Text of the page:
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Price asymmetry revisited from a marketing perspective

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  • Lim, Yoonsung
  • Kim, Jeong-Yoo
  • Berg, Nathan

Abstract

Price asymmetry is a longstanding issue in economics that pre-dates Keynes' introduction of the term, “price rigidity.” Many theories provide possible explanations of price asymmetry. This paper demonstrates that asymmetric marketing decisions based on the inherent asymmetry of inventory costs over the business cycle can generate price asymmetries that match at least one important empirical regularity. The theoretical mechanism we propose follows from the observation that firms face inventory costs proportion to excess supply during recessions, which fall to zero in periods of excess demand. This asymmetry of inventory costs gives firms two incentives during recessions. First, a firm facing excess supply has an incentive to reduce price, seeking to sell larger quantities and thereby reduce inventory costs. The firm may increase its intensity of promotional activity, again seeking to sell larger quantities but with the counterintuitive effect of increasing consumers' willingness to pay which pushes prices higher. If the latter effect dominates the former effect, then prices may not fall much during recessions. A similar phenomenon occurs when the macroeconomic business-cycle faces a cost-side shock. The inventory-cost mechanism explains the empirical finding that asymmetry in gasoline prices are more severe in countries with high degrees of market concentration such as Japan and Korea. This new theoretical link tells us which kinds of industrial structures are likely to produce the most severe price asymmetries.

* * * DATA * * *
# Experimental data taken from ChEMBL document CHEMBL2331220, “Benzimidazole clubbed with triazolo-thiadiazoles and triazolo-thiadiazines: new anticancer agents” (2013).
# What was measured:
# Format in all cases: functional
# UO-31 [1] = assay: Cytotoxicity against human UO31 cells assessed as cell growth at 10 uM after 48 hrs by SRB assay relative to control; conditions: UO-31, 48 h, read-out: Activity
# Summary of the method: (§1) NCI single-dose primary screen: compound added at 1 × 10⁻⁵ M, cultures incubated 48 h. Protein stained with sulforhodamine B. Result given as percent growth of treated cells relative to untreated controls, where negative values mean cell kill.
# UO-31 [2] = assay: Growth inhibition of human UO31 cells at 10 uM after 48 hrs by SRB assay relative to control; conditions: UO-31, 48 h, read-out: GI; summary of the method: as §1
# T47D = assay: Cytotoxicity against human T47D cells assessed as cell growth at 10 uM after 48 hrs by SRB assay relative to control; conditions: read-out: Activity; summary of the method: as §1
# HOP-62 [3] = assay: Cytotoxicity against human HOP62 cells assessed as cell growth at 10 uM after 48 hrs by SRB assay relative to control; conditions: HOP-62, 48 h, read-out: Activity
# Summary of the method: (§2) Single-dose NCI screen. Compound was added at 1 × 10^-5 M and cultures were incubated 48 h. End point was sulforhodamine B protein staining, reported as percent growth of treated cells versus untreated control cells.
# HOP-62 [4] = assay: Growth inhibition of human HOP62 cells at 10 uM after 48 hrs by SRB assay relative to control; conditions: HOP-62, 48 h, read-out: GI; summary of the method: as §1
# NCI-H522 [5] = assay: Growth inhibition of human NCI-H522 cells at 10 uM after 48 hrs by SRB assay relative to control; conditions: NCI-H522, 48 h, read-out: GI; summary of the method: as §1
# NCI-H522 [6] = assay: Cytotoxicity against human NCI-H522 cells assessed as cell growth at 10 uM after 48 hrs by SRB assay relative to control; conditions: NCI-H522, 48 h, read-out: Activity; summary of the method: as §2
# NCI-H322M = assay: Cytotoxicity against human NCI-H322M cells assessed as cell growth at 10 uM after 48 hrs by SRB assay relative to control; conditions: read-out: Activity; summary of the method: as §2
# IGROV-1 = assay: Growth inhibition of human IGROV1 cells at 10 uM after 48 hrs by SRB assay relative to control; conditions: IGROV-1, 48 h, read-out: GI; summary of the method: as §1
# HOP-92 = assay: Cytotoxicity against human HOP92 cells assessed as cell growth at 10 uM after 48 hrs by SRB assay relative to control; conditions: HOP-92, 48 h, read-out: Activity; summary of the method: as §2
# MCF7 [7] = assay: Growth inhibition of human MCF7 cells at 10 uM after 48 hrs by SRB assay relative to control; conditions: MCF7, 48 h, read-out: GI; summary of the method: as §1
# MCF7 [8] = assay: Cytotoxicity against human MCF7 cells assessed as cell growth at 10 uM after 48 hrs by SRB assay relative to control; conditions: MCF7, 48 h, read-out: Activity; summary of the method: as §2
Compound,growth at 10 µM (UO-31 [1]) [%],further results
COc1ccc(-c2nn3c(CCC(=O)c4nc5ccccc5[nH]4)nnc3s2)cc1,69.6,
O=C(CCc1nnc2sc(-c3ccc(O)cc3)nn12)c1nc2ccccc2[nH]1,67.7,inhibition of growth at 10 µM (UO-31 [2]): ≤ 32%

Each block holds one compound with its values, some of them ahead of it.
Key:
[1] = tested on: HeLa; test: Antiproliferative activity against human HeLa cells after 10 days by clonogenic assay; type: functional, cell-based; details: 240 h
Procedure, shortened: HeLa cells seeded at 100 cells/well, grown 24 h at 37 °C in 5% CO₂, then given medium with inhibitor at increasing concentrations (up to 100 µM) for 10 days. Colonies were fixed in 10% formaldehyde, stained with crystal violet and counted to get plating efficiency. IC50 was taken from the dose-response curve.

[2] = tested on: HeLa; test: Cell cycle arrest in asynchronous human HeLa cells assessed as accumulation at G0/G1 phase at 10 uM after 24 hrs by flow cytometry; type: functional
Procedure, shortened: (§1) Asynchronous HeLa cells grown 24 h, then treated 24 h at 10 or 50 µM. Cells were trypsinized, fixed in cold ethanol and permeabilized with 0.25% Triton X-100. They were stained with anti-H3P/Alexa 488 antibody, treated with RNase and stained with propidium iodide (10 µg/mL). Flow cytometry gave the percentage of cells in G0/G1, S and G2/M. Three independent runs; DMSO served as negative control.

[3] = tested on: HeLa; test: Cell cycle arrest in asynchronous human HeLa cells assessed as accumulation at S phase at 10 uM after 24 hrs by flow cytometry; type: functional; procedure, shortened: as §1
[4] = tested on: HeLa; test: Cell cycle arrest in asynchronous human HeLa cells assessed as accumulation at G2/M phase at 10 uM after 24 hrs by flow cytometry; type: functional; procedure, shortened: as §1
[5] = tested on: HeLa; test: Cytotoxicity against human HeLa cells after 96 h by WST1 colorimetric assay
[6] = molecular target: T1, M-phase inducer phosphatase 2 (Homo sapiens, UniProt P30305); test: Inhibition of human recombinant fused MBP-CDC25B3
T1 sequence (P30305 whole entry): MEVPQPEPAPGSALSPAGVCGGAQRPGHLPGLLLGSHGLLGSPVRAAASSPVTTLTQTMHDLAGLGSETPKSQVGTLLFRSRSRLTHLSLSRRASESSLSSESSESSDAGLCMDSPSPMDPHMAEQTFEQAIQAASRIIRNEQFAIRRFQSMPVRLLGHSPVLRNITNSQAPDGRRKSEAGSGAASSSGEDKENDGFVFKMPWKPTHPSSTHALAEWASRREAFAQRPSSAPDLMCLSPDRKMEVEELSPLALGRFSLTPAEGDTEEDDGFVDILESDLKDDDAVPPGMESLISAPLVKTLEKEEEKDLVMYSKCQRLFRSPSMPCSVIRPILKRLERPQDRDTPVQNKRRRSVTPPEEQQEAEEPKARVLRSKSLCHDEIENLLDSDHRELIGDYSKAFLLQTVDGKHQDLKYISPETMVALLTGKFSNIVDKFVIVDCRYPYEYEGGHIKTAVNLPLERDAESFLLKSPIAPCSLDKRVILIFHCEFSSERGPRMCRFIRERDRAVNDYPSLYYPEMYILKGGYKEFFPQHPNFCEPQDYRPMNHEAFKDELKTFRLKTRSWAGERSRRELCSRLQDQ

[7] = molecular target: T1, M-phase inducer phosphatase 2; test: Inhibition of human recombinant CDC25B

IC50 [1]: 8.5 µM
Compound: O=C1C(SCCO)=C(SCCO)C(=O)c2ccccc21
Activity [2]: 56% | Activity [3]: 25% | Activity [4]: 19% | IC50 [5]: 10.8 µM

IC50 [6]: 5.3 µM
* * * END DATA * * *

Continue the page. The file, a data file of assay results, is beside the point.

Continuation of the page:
Suggested Citation

  • Lim, Yoonsung & Kim, Jeong-Yoo & Berg, Nathan, 2015. "Price asymmetry revisited from a marketing perspective," Economic Modelling, Elsevier, vol. 49(C), pages 314-319.
  • Handle: RePEc:eee:ecmode:v:49:y:2015:i:c:p:314-319
    DOI: 10.1016/j.econmod.2015.05.008
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    References listed on IDEAS

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